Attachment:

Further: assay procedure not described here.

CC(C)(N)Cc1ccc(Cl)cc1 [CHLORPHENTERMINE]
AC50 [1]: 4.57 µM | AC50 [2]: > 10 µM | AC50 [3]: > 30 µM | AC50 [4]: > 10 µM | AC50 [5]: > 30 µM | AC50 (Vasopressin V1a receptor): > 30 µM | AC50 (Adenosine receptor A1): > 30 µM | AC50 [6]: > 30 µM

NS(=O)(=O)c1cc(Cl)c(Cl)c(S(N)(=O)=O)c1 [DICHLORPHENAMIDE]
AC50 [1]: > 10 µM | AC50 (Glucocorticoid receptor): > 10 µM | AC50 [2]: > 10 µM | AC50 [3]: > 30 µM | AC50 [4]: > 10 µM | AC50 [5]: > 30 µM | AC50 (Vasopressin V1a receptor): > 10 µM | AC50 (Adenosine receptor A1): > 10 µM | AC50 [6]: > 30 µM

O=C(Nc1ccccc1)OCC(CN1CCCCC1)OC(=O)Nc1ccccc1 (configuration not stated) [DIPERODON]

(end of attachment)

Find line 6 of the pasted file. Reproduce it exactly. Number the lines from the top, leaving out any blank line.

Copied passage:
O=C(Nc1ccccc1)OCC(CN1CCCCC1)OC(=O)Nc1ccccc1 (configuration not stated) [DIPERODON]